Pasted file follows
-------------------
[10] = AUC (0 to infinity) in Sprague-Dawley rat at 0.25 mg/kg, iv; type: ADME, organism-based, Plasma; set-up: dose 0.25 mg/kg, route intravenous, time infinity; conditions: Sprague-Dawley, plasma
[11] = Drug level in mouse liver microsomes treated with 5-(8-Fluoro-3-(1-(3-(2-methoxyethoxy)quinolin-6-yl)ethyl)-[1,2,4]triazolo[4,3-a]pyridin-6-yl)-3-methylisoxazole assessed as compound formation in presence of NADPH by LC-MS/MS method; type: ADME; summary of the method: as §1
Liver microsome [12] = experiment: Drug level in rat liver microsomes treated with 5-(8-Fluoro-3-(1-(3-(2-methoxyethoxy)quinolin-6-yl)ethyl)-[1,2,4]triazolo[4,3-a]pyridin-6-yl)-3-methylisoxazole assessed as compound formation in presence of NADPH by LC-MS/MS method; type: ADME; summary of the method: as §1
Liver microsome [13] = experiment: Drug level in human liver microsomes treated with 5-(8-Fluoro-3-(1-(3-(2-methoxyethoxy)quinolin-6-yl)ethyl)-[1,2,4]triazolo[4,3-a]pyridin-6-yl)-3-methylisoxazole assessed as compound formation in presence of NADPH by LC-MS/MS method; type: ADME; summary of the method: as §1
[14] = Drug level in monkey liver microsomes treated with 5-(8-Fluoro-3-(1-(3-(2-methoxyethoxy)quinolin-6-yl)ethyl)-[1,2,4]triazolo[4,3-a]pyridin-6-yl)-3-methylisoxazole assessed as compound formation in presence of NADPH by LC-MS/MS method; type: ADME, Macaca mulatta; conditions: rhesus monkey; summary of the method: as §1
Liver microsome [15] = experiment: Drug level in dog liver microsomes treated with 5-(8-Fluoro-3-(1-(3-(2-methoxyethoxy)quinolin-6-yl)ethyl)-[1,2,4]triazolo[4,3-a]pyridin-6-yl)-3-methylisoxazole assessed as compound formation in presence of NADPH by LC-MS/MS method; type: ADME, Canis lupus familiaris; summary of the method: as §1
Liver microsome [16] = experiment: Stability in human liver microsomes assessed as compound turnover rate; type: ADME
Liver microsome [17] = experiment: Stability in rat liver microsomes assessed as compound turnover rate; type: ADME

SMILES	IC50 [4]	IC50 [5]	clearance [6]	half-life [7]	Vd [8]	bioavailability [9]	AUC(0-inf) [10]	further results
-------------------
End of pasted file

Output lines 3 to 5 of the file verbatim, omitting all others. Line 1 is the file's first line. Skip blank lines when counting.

Liver microsome [12] = experiment: Drug level in rat liver microsomes treated with 5-(8-Fluoro-3-(1-(3-(2-methoxyethoxy)quinolin-6-yl)ethyl)-[1,2,4]triazolo[4,3-a]pyridin-6-yl)-3-methylisoxazole assessed as compound formation in presence of NADPH by LC-MS/MS method; type: ADME; summary of the method: as §1
Liver microsome [13] = experiment: Drug level in human liver microsomes treated with 5-(8-Fluoro-3-(1-(3-(2-methoxyethoxy)quinolin-6-yl)ethyl)-[1,2,4]triazolo[4,3-a]pyridin-6-yl)-3-methylisoxazole assessed as compound formation in presence of NADPH by LC-MS/MS method; type: ADME; summary of the method: as §1
[14] = Drug level in monkey liver microsomes treated with 5-(8-Fluoro-3-(1-(3-(2-methoxyethoxy)quinolin-6-yl)ethyl)-[1,2,4]triazolo[4,3-a]pyridin-6-yl)-3-methylisoxazole assessed as compound formation in presence of NADPH by LC-MS/MS method; type: ADME, Macaca mulatta; conditions: rhesus monkey; summary of the method: as §1